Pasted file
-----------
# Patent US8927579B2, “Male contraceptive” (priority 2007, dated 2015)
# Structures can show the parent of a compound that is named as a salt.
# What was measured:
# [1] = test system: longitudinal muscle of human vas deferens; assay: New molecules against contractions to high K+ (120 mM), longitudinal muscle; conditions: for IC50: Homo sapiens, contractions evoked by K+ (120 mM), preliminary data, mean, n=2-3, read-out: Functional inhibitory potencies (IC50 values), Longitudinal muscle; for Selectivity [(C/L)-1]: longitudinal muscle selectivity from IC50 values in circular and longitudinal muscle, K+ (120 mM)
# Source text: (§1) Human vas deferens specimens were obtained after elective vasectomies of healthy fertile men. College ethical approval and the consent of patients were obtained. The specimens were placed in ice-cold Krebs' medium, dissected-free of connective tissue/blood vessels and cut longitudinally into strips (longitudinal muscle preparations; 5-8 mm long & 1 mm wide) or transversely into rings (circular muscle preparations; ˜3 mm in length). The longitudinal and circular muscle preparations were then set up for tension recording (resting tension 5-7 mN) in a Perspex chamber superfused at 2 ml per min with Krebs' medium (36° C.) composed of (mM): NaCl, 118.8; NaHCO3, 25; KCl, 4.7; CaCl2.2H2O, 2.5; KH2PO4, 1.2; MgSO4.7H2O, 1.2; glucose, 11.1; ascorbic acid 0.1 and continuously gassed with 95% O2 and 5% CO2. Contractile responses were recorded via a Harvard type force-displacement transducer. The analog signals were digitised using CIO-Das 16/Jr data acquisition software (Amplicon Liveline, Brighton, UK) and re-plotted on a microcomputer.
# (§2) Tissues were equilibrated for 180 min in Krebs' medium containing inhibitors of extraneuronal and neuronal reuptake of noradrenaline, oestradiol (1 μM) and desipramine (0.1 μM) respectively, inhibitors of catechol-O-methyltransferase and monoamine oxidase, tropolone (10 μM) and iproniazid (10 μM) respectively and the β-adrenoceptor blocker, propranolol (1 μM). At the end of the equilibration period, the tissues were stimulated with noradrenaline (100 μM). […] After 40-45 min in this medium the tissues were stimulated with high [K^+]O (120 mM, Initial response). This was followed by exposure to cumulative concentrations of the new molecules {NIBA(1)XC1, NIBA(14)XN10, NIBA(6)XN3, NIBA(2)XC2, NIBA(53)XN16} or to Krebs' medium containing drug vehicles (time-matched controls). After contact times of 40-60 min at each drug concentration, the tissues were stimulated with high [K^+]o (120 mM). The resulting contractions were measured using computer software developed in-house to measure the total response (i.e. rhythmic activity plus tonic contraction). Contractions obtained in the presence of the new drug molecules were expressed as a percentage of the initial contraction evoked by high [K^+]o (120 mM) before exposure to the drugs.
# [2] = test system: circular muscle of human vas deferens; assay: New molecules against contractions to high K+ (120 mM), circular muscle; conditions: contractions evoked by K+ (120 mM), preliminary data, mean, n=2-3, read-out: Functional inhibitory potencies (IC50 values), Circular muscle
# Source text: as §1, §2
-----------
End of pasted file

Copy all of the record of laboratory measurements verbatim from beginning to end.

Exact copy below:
# Patent US8927579B2, “Male contraceptive” (priority 2007, dated 2015)
# Structures can show the parent of a compound that is named as a salt.
# What was measured:
# [1] = test system: longitudinal muscle of human vas deferens; assay: New molecules against contractions to high K+ (120 mM), longitudinal muscle; conditions: for IC50: Homo sapiens, contractions evoked by K+ (120 mM), preliminary data, mean, n=2-3, read-out: Functional inhibitory potencies (IC50 values), Longitudinal muscle; for Selectivity [(C/L)-1]: longitudinal muscle selectivity from IC50 values in circular and longitudinal muscle, K+ (120 mM)
# Source text: (§1) Human vas deferens specimens were obtained after elective vasectomies of healthy fertile men. College ethical approval and the consent of patients were obtained. The specimens were placed in ice-cold Krebs' medium, dissected-free of connective tissue/blood vessels and cut longitudinally into strips (longitudinal muscle preparations; 5-8 mm long & 1 mm wide) or transversely into rings (circular muscle preparations; ˜3 mm in length). The longitudinal and circular muscle preparations were then set up for tension recording (resting tension 5-7 mN) in a Perspex chamber superfused at 2 ml per min with Krebs' medium (36° C.) composed of (mM): NaCl, 118.8; NaHCO3, 25; KCl, 4.7; CaCl2.2H2O, 2.5; KH2PO4, 1.2; MgSO4.7H2O, 1.2; glucose, 11.1; ascorbic acid 0.1 and continuously gassed with 95% O2 and 5% CO2. Contractile responses were recorded via a Harvard type force-displacement transducer. The analog signals were digitised using CIO-Das 16/Jr data acquisition software (Amplicon Liveline, Brighton, UK) and re-plotted on a microcomputer.
# (§2) Tissues were equilibrated for 180 min in Krebs' medium containing inhibitors of extraneuronal and neuronal reuptake of noradrenaline, oestradiol (1 μM) and desipramine (0.1 μM) respectively, inhibitors of catechol-O-methyltransferase and monoamine oxidase, tropolone (10 μM) and iproniazid (10 μM) respectively and the β-adrenoceptor blocker, propranolol (1 μM). At the end of the equilibration period, the tissues were stimulated with noradrenaline (100 μM). […] After 40-45 min in this medium the tissues were stimulated with high [K^+]O (120 mM, Initial response). This was followed by exposure to cumulative concentrations of the new molecules {NIBA(1)XC1, NIBA(14)XN10, NIBA(6)XN3, NIBA(2)XC2, NIBA(53)XN16} or to Krebs' medium containing drug vehicles (time-matched controls). After contact times of 40-60 min at each drug concentration, the tissues were stimulated with high [K^+]o (120 mM). The resulting contractions were measured using computer software developed in-house to measure the total response (i.e. rhythmic activity plus tonic contraction). Contractions obtained in the presence of the new drug molecules were expressed as a percentage of the initial contraction evoked by high [K^+]o (120 mM) before exposure to the drugs.
# [2] = test system: circular muscle of human vas deferens; assay: New molecules against contractions to high K+ (120 mM), circular muscle; conditions: contractions evoked by K+ (120 mM), preliminary data, mean, n=2-3, read-out: Functional inhibitory potencies (IC50 values), Circular muscle
# Source text: as §1, §2